Like millions of Americans last Thursday night, I watched and listened to Donald Trump’s acceptance speech. The speech was about what I expected, but the reaction of the crowd was frightening, for more than a few reasons.
The speech ticked off and highlighted every concern and fear of the right-wingers, evangelicals, and “disenfranchised” white middle class males, and Trump’s answer to each concern was that he was going to fix it fast on January 20th, and that’s the equivalent of Peter Pan’s Neverland being transported to American politics.
Why? Because, first, Trump offered no specifics, and, second, that the vast majority of the problems that he highlighted (and I will admit that most are problem areas, if not always of the severity he claims) either cannot be “solved” by the President without action by the Congress as well, and Congress NEVER acts that fast, if it acts at all, or are problems that cannot be effectively addressed by the federal government at all. For example, except for the Capitol Police, under the jurisdiction of the Congress, police forces are under the jurisdiction of state and local governments. The various trade agreements that he deplores require Congressional action to be changed. So do most federal regulations, because they’re required by law.
Then there is the rather significant point that virtually every proposal he made requires more funding and more resources, and yet he proposed a massive income tax cut at a time when the federal deficit is already far too large.
The crowd, good Republicans all, was oblivious to all of this, and their chants, and Trump’s cheerleading, reminded me all too much of movie footage of Hitler and Mussolini in the 1930s. What too many people either forget or never knew was that the German people felt the same way about the German parliament as many Americans do about Congress, and most either agreed or looked the other way when Hitler effectively abolished parliament, placing the blame on the communists.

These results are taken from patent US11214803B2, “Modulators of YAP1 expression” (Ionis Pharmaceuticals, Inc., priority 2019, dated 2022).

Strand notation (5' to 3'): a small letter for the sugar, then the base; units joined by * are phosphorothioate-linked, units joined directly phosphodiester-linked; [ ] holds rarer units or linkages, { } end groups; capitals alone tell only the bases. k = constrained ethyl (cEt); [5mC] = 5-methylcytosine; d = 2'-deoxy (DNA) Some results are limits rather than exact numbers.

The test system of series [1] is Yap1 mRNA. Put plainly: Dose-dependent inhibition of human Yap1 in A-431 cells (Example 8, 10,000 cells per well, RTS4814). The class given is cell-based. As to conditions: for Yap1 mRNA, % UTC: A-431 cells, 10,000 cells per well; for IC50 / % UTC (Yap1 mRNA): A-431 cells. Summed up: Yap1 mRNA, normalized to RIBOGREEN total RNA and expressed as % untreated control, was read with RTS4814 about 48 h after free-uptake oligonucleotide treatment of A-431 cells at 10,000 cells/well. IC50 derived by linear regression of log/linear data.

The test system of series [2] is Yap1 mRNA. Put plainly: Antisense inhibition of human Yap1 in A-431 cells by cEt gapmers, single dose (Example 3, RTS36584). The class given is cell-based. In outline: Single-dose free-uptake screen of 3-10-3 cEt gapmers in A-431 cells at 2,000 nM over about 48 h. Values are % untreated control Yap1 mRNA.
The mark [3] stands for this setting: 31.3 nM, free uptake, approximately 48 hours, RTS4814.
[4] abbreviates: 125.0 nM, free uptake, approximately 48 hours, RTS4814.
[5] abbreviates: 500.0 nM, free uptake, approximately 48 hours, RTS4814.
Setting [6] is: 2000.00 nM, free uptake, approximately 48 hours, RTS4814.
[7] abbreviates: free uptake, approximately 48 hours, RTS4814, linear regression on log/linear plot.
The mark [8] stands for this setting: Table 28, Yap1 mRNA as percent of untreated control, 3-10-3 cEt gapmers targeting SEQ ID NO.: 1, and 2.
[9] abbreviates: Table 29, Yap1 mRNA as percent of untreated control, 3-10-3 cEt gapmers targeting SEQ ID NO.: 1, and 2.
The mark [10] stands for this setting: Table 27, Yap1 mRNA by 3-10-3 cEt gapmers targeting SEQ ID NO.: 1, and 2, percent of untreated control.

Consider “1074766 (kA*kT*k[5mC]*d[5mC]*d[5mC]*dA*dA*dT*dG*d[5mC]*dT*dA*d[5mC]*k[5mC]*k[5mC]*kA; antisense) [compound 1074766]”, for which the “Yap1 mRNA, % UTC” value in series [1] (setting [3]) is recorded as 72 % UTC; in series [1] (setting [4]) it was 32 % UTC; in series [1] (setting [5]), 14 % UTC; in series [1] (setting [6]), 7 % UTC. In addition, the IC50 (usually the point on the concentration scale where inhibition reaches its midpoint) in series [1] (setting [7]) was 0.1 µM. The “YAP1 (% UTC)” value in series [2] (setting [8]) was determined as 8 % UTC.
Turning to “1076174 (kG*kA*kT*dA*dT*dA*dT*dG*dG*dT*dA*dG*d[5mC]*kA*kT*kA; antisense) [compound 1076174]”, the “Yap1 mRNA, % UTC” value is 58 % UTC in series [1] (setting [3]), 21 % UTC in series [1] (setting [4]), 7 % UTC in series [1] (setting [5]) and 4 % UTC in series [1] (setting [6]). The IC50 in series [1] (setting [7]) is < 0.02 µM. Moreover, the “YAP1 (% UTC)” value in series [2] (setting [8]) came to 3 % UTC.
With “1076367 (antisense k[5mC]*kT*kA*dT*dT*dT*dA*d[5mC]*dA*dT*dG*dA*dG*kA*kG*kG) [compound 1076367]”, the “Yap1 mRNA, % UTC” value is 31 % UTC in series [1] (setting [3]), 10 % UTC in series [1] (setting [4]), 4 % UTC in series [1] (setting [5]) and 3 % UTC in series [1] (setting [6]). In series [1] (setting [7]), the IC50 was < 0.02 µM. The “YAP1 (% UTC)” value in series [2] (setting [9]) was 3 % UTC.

At the same time, as I noted close to a year ago, Trump is raising issues that affect and worry possibly as much as half the U.S. population, if not more, although at this point a majority doesn’t appear to agree with his proposals for dealing with them. But if people perceive that these problem areas are getting worse and that Clinton doesn’t care or won’t address them effectively, Trump has a good shot at being elected President.
Add to that Trump’s total disregard for facts, his apparent failure to understand the Constitutional structure of our government (or his blatant demagoguery ignoring its limitations), and his supreme egotism, and combine those with the simplistic views of the current Republican party, and, if Trump is elected, the scene is set for some form of governmental/political catastrophe.
Are the Democrats much better? Their platform certainly promises more than Congress will ever deliver, but what Clinton proposes is at least technically doable, if not necessarily desirable, but Clinton’s less flamboyant approach isn’t likely to win over middle class males feeling disenfranchised, and those Americans with immigration and terrorists at the top of their worry lists.
In the end, the question is whether a woman promising the costly and largely possible, at the expense of the wealthiest Americans, can top a man promising to do the impossible in a campaign based on fear and nostalgia for a past that never was.